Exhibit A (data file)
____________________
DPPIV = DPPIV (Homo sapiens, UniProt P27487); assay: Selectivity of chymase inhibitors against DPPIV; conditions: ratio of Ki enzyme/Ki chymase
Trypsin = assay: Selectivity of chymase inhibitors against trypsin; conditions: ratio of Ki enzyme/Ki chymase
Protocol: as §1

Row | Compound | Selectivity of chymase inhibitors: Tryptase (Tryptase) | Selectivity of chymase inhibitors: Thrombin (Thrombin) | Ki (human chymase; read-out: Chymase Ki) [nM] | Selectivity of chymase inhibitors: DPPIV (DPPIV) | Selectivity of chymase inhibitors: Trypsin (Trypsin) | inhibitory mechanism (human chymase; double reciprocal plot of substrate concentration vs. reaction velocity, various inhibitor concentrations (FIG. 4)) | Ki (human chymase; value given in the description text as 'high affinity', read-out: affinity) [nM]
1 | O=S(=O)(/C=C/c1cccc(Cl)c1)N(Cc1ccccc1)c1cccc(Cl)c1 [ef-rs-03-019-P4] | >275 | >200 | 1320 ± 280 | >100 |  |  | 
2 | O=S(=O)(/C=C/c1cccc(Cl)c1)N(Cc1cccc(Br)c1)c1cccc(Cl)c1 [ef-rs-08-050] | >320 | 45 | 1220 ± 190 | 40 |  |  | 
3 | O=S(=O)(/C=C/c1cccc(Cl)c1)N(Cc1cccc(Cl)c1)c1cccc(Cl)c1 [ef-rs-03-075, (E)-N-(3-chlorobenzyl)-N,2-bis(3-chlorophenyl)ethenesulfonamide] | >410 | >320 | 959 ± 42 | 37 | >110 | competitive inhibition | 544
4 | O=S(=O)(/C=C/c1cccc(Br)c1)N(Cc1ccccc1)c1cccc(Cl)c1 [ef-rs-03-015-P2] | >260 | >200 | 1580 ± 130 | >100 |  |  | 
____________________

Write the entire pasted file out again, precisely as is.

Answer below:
DPPIV = DPPIV (Homo sapiens, UniProt P27487); assay: Selectivity of chymase inhibitors against DPPIV; conditions: ratio of Ki enzyme/Ki chymase
Trypsin = assay: Selectivity of chymase inhibitors against trypsin; conditions: ratio of Ki enzyme/Ki chymase
Protocol: as §1

Row | Compound | Selectivity of chymase inhibitors: Tryptase (Tryptase) | Selectivity of chymase inhibitors: Thrombin (Thrombin) | Ki (human chymase; read-out: Chymase Ki) [nM] | Selectivity of chymase inhibitors: DPPIV (DPPIV) | Selectivity of chymase inhibitors: Trypsin (Trypsin) | inhibitory mechanism (human chymase; double reciprocal plot of substrate concentration vs. reaction velocity, various inhibitor concentrations (FIG. 4)) | Ki (human chymase; value given in the description text as 'high affinity', read-out: affinity) [nM]
1 | O=S(=O)(/C=C/c1cccc(Cl)c1)N(Cc1ccccc1)c1cccc(Cl)c1 [ef-rs-03-019-P4] | >275 | >200 | 1320 ± 280 | >100 |  |  | 
2 | O=S(=O)(/C=C/c1cccc(Cl)c1)N(Cc1cccc(Br)c1)c1cccc(Cl)c1 [ef-rs-08-050] | >320 | 45 | 1220 ± 190 | 40 |  |  | 
3 | O=S(=O)(/C=C/c1cccc(Cl)c1)N(Cc1cccc(Cl)c1)c1cccc(Cl)c1 [ef-rs-03-075, (E)-N-(3-chlorobenzyl)-N,2-bis(3-chlorophenyl)ethenesulfonamide] | >410 | >320 | 959 ± 42 | 37 | >110 | competitive inhibition | 544
4 | O=S(=O)(/C=C/c1cccc(Br)c1)N(Cc1ccccc1)c1cccc(Cl)c1 [ef-rs-03-015-P2] | >260 | >200 | 1580 ± 130 | >100 |  |  | 